In the 1960s, one had to choose between Science and Arts streams as early as class seven. My father had no idea what either of these meant and ended up taking Arts. From grade 7th to 11th, he studied in Naharkatia High School, situated in Naharkatia town. In class 10, a master named Pulin Dihingia who was a graduate of St. Anthony’s College in Shillong tutored my father in Assamese and other subjects. It was because of Master Pulin that my father wanted to pursue his BA in the same college. My reluctant grandparents were concerned for his safety and well being, but eventually agreed and in 1969, my father stepped into Shillong for the first time, with a friend from his village, living in the Plains’ Tribal Hostel for three years until they completed their studies at St. Anthony’s in 1972.
My father’s exposure to a bigger world, in Shillong, made him realise the importance of learning the English language. So, after returning home from Shillong, he ensured that his sister (my aunt) and his cousins discontinued their education from Assamese medium schools and were admitted into St Mary’s school, an English medium convent school, founded in 1958 in Naharkatia town. The school has educated generations of Tai Phake children since. When my grandmother passed away, my aunt who was in her 10th class took up the responsibility of running the household, and her English education helped her guide her children in their school work. And thus, a generation was promoted to opportunities that the wider world offered.
Our community’s language is monosyllabic. New words are formed by combining two words. A Tai Phake word has six tones, and each tone has a separate meaning. This makes it a complex language to learn because without the modulation of the six tones, it is impossible to understand. Any member of the Tai Phake family is encouraged to speak it from infancy. My father appreciated the need to keep our community’s culture alive, and for the last 20 years has been collecting lost Tai Phake words, with a dream to make the collection into a dictionary one day. Fortunately his interests were also shared by an Australian linguist named Dr. Stephen Morey, who had researched his PhD on the Tai people. Dr. Morey’s academic approach helped my father streamline his work, and have more technological resources. The dictionary – we all know will ensure that a lesser-known language spoken by an even lesser number of people will survive past him and have a future. The Tai Phake dictionary will be my father’s legacy one day.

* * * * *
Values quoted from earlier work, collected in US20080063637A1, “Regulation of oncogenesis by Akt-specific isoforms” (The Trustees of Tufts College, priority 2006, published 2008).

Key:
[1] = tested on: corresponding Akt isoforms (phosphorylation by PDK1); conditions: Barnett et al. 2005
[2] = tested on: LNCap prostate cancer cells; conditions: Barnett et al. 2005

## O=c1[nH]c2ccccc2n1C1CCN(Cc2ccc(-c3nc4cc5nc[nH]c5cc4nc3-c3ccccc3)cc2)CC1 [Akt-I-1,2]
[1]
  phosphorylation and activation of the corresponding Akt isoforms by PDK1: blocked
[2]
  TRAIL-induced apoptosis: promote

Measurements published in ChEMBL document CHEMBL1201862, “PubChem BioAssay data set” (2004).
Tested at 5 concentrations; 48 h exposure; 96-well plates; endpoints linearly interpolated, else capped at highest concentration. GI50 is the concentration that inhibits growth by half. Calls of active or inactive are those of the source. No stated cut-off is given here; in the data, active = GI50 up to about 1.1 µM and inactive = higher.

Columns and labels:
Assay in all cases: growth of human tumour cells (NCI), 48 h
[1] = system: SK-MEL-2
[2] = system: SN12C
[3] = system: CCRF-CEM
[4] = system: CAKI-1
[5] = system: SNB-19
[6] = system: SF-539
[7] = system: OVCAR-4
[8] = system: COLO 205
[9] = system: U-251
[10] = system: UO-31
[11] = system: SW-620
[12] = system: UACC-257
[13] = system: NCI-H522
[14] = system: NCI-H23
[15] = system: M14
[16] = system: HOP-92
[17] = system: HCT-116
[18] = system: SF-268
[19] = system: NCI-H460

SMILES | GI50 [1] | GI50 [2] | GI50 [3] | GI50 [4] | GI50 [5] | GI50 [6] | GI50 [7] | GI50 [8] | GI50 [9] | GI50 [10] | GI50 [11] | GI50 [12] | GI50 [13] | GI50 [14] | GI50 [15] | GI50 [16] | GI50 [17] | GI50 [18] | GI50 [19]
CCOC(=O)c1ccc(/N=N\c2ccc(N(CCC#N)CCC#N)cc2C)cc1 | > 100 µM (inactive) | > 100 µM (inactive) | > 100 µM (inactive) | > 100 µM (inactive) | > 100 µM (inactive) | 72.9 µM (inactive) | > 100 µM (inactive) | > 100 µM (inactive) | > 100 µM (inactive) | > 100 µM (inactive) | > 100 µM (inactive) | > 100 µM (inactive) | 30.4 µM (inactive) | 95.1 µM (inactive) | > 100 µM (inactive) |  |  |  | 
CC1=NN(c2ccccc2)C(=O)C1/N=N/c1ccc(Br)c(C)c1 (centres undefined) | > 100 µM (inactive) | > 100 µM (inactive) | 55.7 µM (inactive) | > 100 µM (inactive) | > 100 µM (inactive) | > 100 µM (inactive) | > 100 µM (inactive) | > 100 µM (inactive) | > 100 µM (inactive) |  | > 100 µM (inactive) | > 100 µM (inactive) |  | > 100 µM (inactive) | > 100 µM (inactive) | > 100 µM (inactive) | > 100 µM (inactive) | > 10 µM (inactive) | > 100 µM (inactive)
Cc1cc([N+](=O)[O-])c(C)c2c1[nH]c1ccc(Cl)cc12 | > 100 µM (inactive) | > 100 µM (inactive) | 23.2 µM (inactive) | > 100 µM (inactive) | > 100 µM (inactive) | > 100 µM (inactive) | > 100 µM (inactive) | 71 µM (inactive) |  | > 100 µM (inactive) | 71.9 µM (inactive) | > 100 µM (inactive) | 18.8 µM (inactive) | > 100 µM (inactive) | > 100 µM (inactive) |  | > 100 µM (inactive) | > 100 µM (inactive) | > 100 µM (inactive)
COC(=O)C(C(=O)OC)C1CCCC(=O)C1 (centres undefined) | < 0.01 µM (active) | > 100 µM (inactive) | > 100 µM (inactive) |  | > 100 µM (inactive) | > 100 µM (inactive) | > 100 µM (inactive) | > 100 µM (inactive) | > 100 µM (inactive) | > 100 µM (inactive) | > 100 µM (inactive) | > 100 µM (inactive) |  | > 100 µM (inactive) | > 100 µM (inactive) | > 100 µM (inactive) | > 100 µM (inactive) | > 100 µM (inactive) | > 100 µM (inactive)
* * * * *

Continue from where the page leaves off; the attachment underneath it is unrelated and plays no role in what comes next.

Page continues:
I have been asked if I wonder about our community’s place in the big world. But then I realise that our small community was, and for the most part, still is, a simple agrarian life that most Tai Phakes continue to lead. Take for example – electricity – we did not have it until 1989-1990. I was born in 1986, and we still used kerosene filled lanterns and lamps. It is not always possible to equate modern technologies with society’s development. We could not desire something we did not know about. We were in a bubble in a remote region and with people from our communities stepping out, attaining higher education, and different professions, we have had to catch up with hundreds of years of development within a few decades. Like many other communities of the world, we too, ended up skipping many developmental rungs- like using mobile phones without having ever even used a telephone.
My father did his best to catch up with the world that had not existed for him before he left for Shillong. His generation of men and women had to really sprint so that their children wouldn’t be left behind in a rapidly changing world and country. Take our family : My mother, Am Chon worked as a Teaching Assistant at the Tai section, Centre for Studies in Language in Dibrugarh University, for 20 years. My elder brother and elder sister are both doctors, while my younger sister will soon be a working engineer. I graduated from law school and then, after gaining some work experience, embarked on a PhD in International legal studies from Jawaharlal Nehru University. I would say my father, an incredible man, has indeed succeeded.
The addition of this Photo-Narrative to the archive has been made possible due to the generous consideration towards Research Internships by Nazar Foundation, New Delhi.